The Real Deal Miami

Latin American luxury home market unfazed by Zika

Poor people are more exposed than luxury home buyers to the epidemic, linked to birth defects

April 30, 2016 09:30AM

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Jade Park in Asunción, Paraguay (Credit

Rendering of Fortune International’s Jade Park condominium in Asunción, Paraguay (Credit

The Zika virus epidemic has done little, so far, to slow sales of luxury homes in Latin America and the Caribbean.

“I was recently in Paraguay, and Zika wasn’t that much talked about. But everybody, including myself, puts on a lot of [mosquito] repellent before, during and after you go out. They are all very concerned about being infected with dengue or Zika,” said Edgardo de Fortuna, president and founder of Miami-based Fortune International Group, told Mansion Global. “People go about life in a regular way; they just take precautions.”

De Fortuna said Zika fears have failed to faze Fortune International’s 120-unit luxury condominium development in Asunción, the capital city of Paraguay. Buyers have reserved 37 of the units during pre-construction phase of the development, called Jade Park, an affinity-style project attracting affluent Paraguayan retirees.

The high-end housing markets in South America, Central America and the Caribbean have economic and demographic repellants against the Zika outbreak, linked to severe birth defects.

Compared to luxury home buyers, poor people who lack air conditioning and window screens are far more exposed to mosquitoes carrying the Zika virus, and infection is a major threat only to women who become pregnant, not to older adults who comprise much of the luxury home market. Zika produces no more than flu-like symptoms in people other than pregnant women.

“I think most people looking for luxury homes in the Caribbean, generally, have already had children,” Antigua-based said Nuri Katz, president and founder of Apex Capital Partners, told Mansion Global.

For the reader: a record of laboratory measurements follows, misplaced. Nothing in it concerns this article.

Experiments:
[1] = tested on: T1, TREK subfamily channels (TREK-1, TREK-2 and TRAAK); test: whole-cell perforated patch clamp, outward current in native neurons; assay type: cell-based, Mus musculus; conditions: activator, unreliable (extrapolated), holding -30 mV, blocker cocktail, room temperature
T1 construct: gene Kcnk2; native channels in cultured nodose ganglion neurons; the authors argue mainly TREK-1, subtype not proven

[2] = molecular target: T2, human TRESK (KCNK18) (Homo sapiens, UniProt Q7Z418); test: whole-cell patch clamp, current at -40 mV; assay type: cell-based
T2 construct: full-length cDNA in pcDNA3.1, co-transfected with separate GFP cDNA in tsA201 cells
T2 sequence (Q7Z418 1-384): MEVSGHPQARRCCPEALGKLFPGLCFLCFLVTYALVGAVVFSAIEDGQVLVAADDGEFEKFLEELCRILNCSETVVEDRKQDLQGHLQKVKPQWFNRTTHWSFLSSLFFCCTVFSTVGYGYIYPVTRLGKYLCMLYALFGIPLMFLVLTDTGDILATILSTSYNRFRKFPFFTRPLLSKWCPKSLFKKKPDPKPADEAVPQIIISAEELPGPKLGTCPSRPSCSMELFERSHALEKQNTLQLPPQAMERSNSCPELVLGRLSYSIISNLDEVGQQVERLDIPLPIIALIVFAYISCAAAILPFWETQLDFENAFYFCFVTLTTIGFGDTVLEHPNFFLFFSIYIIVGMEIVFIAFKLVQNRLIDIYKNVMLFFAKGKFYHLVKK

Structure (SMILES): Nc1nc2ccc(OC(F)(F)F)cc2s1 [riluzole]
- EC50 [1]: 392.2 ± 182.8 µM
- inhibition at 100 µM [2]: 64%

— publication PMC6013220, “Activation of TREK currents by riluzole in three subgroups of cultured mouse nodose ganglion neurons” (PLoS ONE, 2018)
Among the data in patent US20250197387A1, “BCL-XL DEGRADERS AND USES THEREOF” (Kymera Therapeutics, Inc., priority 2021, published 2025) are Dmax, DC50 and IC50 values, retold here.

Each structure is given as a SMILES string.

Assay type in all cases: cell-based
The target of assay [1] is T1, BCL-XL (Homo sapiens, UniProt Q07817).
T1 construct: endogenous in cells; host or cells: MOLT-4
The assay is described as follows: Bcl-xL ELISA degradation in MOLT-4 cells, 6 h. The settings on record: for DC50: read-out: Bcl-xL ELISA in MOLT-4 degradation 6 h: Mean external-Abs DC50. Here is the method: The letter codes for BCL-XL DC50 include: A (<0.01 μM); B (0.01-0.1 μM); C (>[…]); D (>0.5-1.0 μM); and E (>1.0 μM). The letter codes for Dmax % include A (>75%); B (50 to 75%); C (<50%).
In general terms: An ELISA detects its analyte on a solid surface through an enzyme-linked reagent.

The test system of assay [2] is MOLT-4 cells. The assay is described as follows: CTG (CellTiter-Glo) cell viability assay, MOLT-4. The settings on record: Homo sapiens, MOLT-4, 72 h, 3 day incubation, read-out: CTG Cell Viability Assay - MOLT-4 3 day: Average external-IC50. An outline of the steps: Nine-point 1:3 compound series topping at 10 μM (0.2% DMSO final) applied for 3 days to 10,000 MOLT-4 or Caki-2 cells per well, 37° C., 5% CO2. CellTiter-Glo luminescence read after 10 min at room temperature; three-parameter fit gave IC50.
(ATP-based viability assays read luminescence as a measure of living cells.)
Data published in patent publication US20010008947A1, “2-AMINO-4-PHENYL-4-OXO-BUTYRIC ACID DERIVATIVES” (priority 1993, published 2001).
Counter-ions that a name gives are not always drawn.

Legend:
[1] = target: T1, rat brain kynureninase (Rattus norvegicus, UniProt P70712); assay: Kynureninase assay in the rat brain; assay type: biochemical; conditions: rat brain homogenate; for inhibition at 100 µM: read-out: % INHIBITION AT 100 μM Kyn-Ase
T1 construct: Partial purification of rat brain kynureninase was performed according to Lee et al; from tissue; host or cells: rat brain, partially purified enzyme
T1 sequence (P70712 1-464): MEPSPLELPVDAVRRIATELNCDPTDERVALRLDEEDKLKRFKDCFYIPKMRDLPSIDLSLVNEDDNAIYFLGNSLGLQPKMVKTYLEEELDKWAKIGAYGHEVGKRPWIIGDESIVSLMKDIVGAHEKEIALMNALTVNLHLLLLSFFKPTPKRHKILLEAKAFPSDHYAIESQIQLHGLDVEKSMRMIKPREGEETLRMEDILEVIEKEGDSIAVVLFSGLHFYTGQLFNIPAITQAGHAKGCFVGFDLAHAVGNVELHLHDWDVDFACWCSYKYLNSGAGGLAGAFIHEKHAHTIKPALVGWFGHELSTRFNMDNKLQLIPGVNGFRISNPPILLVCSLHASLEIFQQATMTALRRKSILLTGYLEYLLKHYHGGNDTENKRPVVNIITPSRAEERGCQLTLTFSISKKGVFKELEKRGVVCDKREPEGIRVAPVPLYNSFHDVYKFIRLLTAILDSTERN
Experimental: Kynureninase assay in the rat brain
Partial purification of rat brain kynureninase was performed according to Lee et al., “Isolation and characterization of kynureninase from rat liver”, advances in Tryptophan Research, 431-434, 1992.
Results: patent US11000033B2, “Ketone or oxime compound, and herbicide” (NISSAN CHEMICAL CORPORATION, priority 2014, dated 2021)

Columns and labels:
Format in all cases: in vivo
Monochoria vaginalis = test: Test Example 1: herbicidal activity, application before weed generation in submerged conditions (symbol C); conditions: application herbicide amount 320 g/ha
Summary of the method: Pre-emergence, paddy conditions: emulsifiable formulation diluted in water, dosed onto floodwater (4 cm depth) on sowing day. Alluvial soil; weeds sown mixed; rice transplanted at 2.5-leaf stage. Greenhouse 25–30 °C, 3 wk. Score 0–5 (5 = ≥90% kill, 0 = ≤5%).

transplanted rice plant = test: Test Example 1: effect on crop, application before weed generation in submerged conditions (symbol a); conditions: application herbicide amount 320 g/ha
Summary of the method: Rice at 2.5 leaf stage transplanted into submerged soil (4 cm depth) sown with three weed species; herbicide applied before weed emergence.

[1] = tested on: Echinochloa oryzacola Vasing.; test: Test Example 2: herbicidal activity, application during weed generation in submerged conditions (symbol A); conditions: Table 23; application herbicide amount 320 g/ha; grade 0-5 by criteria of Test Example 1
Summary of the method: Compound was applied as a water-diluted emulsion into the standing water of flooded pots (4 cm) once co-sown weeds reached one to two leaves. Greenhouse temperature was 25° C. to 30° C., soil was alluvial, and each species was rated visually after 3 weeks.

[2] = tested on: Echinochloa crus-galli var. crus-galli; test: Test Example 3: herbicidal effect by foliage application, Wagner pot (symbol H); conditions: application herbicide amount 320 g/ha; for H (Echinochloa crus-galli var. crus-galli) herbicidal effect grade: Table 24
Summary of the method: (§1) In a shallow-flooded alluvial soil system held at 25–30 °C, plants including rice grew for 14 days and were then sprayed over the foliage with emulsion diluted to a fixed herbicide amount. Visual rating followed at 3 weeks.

Katz is developing a cluster of luxury villas in St. Kitts with unit prices averaging $1 million and markets mainly to older Americans unexposed to the risk of Zika-induced birth defects.

“It might affect tourism because tourists have options to go anywhere. But a person shopping for luxury real estate in the Caribbean isn’t thinking about that,” Katz said.

The World Health Organization said in its April 21 situation report on the Zika epidemic that “in the Americas region, the geographical distribution of the Zika virus has steadily widened since the presence of the virus was confirmed in October 2015.”

As of April 26, Zika travel advisories issued by the Centers for Disease Control (CDC) covered seven countries in Central America, nine in South America, and 18 countries and territories in the Caribbean.

While transmission of Zika is widespread in the Americas, birth defects associated with the virus are geographically concentrated in Brazil. The mosquito-borne Zika virus is the suspected cause of microcephaly, a fetal malformation that leaves newborn babies with abnormally small heads.

The World Health Organization (WHO) reported April 21 that Brazil had 1,168 cases of microcephaly potentially associated with the Zika virus, far more than any other country. French Polynesia was a distant second with eight such cases and Colombia third with seven. Martinique and Panama had three each. Two cases linked to travel to Brazil were detected in Slovenia and the United States

“Northeast Brazil is where the biggest concentration of mosquitoes is and where the highest incidence of birth defects has been,” said Scott F. Pryce, CEO and co-founder of TRX Investments in Miami, part of Brazil-based real estate company TRX Group, told Mansion Global.

But among wealthy buyers of high-end Brazilian homes, “I don’t think Zika is going to be a major issue,” Fernando de Nuñez y Lugones, executive vice president of the ONE Sotheby’s International Realty’s luxury condo development division, said in an interview with Mansion Global.

“There are regions in the north that could be affected, but in the main capitals like Sao Paulo and Rio, that’s not an issue,” said de Nuñez, a onetime resident of Brazil who still owns an apartment in Rio de Janeiro.

De Nuñez said that coastal areas in the northeastern Brazil tend to attract foreign buyers of luxury homes from such European countries as Spain and Italy.

“In the rest of the country, the foreign buyer almost doesn’t exist,” he said. [Mansion Global] — Mike Seemuth